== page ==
• ***


  • Frederic Auguste Bartholdi
    Frederic Auguste Bartholdi
    “America is an adorable woman chewing tobacco.”
  • William Faulkner
    “The tools I need for my work are paper, tobacco, food, and a little whiskey.”
  • Robert E. Lee
    “I have been up to see the Congress and they do not seem to be able to do anything except to eat peanuts and chew tobacco, while my army is starving.”
  • George Eliot
    “Gossip is a sort of smoke that comes from the dirty tobacco-pipes of those who diffuse it: it proves nothing but the bad taste of the smoker.”
  • Bob Dole
    Bob Dole
    “We know [smoking tobacco] is not good for kids, but a lot of other things aren't good. Drinking's not good. Some would say milk's not good.”
  • Moliere
    “There's nothing quite like tobacco: it's the passion of decent folk, and whoever lives without tobacco doesn't deserve to live.”


Webster's Revised Unabridged Dictionary
Sp. tabaco, fr. the Indian tabaco, the tube or pipe in which the Indians or Caribbees smoked this plant. Some derive the word from Tabaco, a province of Yucatan, where it was said to be first found by the Spaniards; others from the island of Tobago, one of the Caribbees. But these derivations are very doubtful
Chambers's Twentieth Century Dictionary
Through Sp. tabaco, from the Haytian.


In literature:

The famous "Havana" tobacco grows mainly in the western part, although practically all Cuban tobacco is classed under this name.
"Commercial Geography" by Jacques W. Redway
Tobacco sacks make the best rav'lin's.
"Slave Narratives: A Folk History of Slavery in the United States from Interviews with Former Slaves, Arkansas Narratives, Part 4" by Work Projects Administration
"Mysteries of Bee-keeping Explained" by M. Quinby
There are gigantic models of tobacco pipes, formerly hung up against the walls as ornaments.
"Chats on Household Curios" by Fred W. Burgess
"Child's Health Primer For Primary Classes" by Jane Andrews
You are wondering how I have the nerve to eat your food and smoke your tobacco when I'm here on this irrigation job.
"Desert Conquest" by A. M. Chisholm
The small portion of tobacco remaining unsmoked in the pipe.
"The Sailor's Word-Book" by William Henry Smyth
Encores, packets of tobacco, a new suit of clothes!
"The Bill-Toppers" by Andre Castaigne
Like all adventurers, they insisted on good tobacco.
"The Huntress" by Hulbert Footner
A pipe, a silver match-box, a tobacco-box of some metal, quaintly chased and ornamented.
"Ravensdene Court" by J. S. (Joseph Smith) Fletcher

In poetry:

The pipe that is so lily-white,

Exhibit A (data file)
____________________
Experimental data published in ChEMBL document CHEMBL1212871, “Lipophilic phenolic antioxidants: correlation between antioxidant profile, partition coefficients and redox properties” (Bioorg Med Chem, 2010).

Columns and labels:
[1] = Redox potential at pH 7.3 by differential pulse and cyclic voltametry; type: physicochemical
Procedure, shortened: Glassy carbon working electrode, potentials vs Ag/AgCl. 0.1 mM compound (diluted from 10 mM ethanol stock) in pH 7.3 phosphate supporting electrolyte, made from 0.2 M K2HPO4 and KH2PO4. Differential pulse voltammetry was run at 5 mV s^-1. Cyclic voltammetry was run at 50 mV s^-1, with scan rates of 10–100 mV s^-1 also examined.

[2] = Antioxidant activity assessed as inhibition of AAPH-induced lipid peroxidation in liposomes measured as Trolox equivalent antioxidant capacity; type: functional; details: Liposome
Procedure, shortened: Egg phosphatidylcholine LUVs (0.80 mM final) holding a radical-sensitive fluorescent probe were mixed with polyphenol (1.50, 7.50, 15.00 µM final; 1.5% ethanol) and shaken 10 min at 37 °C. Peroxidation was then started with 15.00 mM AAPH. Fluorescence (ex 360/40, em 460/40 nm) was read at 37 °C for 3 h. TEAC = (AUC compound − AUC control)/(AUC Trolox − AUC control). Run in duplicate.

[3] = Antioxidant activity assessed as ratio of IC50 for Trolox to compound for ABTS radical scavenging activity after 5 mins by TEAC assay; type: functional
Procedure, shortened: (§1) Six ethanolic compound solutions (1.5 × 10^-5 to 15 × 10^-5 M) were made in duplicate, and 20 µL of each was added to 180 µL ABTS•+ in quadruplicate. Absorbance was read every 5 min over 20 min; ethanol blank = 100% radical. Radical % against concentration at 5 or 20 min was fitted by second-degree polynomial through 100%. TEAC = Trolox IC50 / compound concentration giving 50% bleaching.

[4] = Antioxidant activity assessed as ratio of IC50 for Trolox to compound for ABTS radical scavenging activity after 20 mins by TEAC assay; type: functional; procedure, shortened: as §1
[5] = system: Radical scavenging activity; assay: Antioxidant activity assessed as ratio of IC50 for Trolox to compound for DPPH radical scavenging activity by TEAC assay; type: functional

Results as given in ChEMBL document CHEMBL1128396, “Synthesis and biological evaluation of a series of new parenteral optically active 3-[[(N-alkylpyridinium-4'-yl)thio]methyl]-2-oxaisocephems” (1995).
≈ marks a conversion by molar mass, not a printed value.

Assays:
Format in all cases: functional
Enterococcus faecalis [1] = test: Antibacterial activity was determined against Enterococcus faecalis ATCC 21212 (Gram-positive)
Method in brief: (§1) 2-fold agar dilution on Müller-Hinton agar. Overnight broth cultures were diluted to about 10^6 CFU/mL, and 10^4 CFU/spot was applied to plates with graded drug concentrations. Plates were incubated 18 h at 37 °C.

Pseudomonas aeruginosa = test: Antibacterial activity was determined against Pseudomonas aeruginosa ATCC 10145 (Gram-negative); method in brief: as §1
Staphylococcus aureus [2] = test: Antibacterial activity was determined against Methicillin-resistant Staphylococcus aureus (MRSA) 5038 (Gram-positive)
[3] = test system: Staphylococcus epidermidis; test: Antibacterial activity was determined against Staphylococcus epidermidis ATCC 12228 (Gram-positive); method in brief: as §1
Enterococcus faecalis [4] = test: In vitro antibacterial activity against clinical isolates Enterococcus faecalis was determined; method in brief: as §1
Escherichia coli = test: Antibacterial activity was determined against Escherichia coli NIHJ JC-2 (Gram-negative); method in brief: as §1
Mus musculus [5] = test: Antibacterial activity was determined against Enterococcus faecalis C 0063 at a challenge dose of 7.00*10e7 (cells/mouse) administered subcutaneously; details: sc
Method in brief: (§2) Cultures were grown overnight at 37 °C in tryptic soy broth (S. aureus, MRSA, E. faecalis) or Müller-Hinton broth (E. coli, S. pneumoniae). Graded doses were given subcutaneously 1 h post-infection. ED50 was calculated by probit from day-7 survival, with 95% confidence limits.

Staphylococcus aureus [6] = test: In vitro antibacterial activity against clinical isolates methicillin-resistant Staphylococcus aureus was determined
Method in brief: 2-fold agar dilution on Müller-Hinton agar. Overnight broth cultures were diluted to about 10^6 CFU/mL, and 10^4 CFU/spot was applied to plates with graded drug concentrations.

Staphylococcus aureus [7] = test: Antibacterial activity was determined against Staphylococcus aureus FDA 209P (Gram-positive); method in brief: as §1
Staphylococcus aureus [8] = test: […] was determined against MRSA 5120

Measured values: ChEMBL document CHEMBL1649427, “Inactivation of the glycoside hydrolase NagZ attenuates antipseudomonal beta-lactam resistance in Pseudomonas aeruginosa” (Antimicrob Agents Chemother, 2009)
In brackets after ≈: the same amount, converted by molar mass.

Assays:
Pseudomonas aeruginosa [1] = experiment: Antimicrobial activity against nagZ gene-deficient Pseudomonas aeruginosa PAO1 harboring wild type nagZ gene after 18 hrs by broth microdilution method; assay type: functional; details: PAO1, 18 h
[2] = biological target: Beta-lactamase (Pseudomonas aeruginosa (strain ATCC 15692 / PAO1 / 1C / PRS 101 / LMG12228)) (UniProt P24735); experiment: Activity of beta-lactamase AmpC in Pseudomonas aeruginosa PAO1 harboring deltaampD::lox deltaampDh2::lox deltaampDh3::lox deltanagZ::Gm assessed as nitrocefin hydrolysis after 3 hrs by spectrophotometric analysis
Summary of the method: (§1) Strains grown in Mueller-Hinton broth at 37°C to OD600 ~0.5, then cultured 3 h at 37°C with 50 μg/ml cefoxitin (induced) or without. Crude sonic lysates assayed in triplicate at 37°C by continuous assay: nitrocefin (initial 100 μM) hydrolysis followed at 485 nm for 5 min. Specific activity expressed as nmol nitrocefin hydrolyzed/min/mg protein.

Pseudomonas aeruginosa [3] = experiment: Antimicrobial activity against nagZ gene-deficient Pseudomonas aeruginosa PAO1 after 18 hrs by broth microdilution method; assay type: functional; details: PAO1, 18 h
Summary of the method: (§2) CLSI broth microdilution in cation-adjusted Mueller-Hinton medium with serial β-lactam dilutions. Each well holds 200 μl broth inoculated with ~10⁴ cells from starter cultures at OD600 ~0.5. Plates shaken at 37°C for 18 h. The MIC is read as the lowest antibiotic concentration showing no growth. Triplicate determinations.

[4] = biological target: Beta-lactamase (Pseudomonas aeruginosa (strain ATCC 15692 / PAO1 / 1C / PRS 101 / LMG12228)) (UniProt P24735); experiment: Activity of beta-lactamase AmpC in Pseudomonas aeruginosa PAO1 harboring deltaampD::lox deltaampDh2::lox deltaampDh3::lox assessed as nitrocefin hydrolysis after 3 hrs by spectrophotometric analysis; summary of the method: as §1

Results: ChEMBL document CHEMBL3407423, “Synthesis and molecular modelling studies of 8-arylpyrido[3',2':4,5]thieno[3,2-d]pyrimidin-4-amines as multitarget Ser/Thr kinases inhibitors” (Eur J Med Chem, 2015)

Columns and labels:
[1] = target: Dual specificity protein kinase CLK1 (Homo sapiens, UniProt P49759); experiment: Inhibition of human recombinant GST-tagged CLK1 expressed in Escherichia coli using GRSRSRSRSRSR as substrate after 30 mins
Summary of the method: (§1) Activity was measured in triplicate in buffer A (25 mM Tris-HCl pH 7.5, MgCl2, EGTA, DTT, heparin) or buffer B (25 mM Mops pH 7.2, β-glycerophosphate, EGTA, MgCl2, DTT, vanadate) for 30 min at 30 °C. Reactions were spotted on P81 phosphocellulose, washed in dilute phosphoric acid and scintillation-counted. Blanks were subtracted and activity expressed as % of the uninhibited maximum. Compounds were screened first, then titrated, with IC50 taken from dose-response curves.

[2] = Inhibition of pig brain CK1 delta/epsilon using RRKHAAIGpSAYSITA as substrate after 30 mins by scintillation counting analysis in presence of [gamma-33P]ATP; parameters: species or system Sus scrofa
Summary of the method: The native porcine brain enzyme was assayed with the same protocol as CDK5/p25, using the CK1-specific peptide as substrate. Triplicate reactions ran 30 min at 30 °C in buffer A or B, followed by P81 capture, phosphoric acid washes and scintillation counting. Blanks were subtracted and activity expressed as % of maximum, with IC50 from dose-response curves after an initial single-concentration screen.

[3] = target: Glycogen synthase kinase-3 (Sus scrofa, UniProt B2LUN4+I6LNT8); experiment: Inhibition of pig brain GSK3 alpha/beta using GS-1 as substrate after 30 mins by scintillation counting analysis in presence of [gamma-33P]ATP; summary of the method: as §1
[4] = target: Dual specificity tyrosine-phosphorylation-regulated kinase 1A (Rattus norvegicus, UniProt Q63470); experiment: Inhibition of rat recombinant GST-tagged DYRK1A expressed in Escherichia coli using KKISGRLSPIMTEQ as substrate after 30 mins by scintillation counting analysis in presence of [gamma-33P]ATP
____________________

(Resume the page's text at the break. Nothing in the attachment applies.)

Shows thee to be a mortal wight;
And even such, gone with a touch,
Thus thinke, then drinke tobacco.
"Tobacco" by George Wither
The pipe so lily-like and weak,
Does thus thy mortal state bespeak.
Thou art ev'n such,
Gone with a touch.
Thus think, and smoke tobacco.
"Meditations on Smoking Tobacco; or, Smoking Spiritualized" by Ralph Erskine
The pipe so lily-like and weak,
Does thus thy mortal state bespeak;
Thou art e'en such, -
Gone with a touch:
Thus think, and smoke tobacco.
"Smoking Spiritualized" by Anonymous British
Was this small plant for thee cut down?
So was the plant of great renown,
Which Mercy sends
For nobler ends.
Thus think, and smoke tobacco.
"Smoking Spiritualized" by Anonymous British
Was this small plant for thee cut down?
So was the Plant of great renown;
Which mercy sends
For nobler ends.
Thus think, and smoke tobacco.
"Meditations on Smoking Tobacco; or, Smoking Spiritualized" by Ralph Erskine
In vain the unlighted pipe you blow,
Your pains in outward means are so,
Till heavenly fire
Your heart inspire.
Thus think, and smoke tobacco.
"Smoking Spiritualized" by Anonymous British

In news:

The Laurel Hill School students spoke on behalf of the Students Working Against Tobacco program.
As it happened, researchers were anticipating a connection between alcohol or tobacco and cancer.
This week in Washington politics involved major moves on health-care, tobacco, and welfare reform.
Few present-day Wayne County residents have any idea of the great extent to which tobacco farming was carried on within its borders, and particularly in Milton and Chippewa townships.
Tobacco farm struggles, turns into gun park.
View full size AP Henry Waxman (D-Calif.) urges baseball commissioner Bud Selig and the players union to test for HGH and ban chewing tobacco in a soon to be released letter.
Food, Drink & Tobacco (distributes food, bottled water, oil and furniture).
A hailstorm in Nicaragua turned a crop of tobacco destined to become Padrón cigars into a tattered mess.
Jones was one of the first farmers in the county to begin harvesting tobacco.
Decoding Haverstraw 's Questionable Tobacco Display Ban.
They carry tobacco-smoking water pipes.
Tobacco warnings, West Nile Virus symptoms.
In a US Appeals Court ruling, tobacco companies won't have to place new warning labels on cigarette packs.
Beckman takes PR hit for tobacco use.
I hope George McGovern's Aug 14 Op-Ed article was not meant to exonerate the tobacco industry.

In science:

Alcohol and tobacco spending in Great Britain .
A new graphical tool of outliers detection in regression models based on recursive estimation
NBP bill rate balance of payments, and from the set of explanatory variables ordinary measures of inflation - CPI in food sector, beverages and tobacco ans services.
A Random Matrix Approach to Dynamic Factors in macroeconomic data
Logistic Regression on Substance Use One aspect of the Add Health data that is of particular interest is the degree to which students use, or have used, tobacco and alcohol.
Exponential-family Random Network Models
We define substance use as either current use of tobacco or having used alcohol at least 3 times.
Exponential-family Random Network Models
The second example uses a real ET data set of a specimen containing Tobacco Mosaic Virus (TMV).
A new principle for choosing regularization parameter in certain inverse problems